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Search Results: 1 - 10 of 501 matches for " Serap Aksoy "
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Solutions to Neglected Tropical Diseases Require Vibrant Local Scientific Communities
Serap Aksoy
PLOS Neglected Tropical Diseases , 2010, DOI: 10.1371/journal.pntd.0000662
Abstract:
Sleeping Sickness Elimination in Sight: Time to Celebrate and Reflect, but Not Relax
Serap Aksoy
PLOS Neglected Tropical Diseases , 2011, DOI: 10.1371/journal.pntd.0001008
Abstract:
Strong Local Scientific Communities Are Essential to Reach the Millennium Development Goals
Serap Aksoy
PLOS Neglected Tropical Diseases , 2015, DOI: 10.1371/journal.pntd.0004136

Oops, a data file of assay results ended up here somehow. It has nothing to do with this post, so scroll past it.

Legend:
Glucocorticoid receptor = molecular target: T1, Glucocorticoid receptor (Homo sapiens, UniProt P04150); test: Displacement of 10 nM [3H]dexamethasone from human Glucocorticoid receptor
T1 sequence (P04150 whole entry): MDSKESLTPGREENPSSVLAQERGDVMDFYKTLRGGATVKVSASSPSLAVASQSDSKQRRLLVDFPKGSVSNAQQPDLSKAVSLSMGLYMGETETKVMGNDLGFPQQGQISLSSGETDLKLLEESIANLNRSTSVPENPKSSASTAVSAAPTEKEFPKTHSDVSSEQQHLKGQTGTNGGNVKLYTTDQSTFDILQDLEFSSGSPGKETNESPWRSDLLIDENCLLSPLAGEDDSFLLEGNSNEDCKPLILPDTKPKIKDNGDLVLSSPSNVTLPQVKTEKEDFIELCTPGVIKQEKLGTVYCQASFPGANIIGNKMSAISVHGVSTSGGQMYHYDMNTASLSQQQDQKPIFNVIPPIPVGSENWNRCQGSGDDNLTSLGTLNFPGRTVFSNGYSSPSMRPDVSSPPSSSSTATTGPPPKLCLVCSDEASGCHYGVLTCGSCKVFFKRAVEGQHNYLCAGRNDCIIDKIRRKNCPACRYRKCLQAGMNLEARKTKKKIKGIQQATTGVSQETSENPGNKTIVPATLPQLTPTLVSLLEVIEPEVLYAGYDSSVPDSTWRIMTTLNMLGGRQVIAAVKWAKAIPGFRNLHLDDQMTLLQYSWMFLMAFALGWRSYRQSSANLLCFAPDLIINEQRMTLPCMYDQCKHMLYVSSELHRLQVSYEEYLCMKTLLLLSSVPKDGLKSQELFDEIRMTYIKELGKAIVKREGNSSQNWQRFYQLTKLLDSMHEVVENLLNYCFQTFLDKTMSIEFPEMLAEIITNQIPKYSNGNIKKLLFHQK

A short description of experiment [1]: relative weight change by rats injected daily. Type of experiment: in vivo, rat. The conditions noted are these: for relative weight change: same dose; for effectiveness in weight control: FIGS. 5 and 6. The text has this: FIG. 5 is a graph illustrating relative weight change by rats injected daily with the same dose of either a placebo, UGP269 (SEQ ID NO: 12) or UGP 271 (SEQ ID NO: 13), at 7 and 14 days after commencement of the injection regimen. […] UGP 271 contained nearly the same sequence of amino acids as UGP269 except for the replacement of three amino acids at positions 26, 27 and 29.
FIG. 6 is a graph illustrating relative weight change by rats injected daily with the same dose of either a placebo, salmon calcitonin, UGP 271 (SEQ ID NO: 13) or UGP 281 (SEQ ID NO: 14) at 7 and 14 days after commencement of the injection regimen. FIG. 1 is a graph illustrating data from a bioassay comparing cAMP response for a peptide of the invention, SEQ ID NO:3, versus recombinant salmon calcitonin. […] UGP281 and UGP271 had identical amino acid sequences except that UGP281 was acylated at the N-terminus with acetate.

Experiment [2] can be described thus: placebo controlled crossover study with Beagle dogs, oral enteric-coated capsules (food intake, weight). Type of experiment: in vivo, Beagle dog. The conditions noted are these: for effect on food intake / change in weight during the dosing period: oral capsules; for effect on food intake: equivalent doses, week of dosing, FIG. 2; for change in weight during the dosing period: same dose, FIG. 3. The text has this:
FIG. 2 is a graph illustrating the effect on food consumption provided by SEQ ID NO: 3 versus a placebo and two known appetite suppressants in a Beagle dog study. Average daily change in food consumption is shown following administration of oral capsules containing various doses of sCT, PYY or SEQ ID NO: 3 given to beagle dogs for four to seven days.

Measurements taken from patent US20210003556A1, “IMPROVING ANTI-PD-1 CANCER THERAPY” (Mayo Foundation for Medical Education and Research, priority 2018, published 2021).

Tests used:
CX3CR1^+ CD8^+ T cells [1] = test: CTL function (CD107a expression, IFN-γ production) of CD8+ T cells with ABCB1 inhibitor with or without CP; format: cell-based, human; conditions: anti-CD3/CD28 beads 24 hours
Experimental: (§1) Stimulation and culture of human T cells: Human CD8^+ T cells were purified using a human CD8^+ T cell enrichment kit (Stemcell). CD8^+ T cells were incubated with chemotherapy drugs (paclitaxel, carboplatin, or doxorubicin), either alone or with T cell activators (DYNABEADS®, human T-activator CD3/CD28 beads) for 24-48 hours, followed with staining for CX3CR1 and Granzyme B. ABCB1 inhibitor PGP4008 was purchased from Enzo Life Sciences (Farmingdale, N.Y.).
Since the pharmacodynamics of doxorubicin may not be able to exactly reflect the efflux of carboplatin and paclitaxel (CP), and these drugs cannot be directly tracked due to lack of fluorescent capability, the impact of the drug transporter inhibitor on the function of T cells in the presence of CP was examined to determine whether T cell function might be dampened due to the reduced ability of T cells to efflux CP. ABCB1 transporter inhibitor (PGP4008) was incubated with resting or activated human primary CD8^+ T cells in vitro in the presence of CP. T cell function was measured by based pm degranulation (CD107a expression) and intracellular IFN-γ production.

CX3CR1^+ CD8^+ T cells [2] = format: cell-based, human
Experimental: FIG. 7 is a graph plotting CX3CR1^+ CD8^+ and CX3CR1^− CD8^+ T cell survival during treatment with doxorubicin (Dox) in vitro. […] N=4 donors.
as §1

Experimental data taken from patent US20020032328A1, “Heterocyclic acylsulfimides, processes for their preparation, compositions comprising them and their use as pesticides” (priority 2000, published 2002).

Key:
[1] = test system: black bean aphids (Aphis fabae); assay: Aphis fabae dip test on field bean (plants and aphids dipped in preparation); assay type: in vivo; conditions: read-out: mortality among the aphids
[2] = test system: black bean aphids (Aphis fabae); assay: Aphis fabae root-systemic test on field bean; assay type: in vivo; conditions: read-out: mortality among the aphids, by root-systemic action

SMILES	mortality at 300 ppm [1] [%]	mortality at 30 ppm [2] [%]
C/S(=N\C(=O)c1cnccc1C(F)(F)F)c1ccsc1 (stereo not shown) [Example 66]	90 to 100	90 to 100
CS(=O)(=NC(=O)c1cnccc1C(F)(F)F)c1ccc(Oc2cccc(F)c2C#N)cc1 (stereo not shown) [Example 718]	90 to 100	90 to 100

Abstract:
PLoS Neglected Tropical Diseases: Two Years of Providing Access to Innovation for the World's Poor … and Counting
Peter J. Hotez ,Serap Aksoy
PLOS Neglected Tropical Diseases , 2009, DOI: 10.1371/journal.pntd.0000494
Abstract:
Control Using Genetically Modified Insects Poses Problems for Regulators
Michael J. Lehane ,Serap Aksoy
PLOS Neglected Tropical Diseases , 2012, DOI: 10.1371/journal.pntd.0001495
Abstract:
An Interfaith Dialogue on the Neglected Tropical Diseases
Peter J. Hotez ,Serap Aksoy
PLOS Neglected Tropical Diseases , 2011, DOI: 10.1371/journal.pntd.0001240
Abstract:
Now We Are Six
Peter J. Hotez ,Serap Aksoy
PLOS Neglected Tropical Diseases , 2012, DOI: 10.1371/journal.pntd.0001862
Abstract:
Neglected Funding for Vector-Borne Diseases: A Near Miss This Time, a Possible Disaster the Next Time
A. Desirée LaBeaud,Serap Aksoy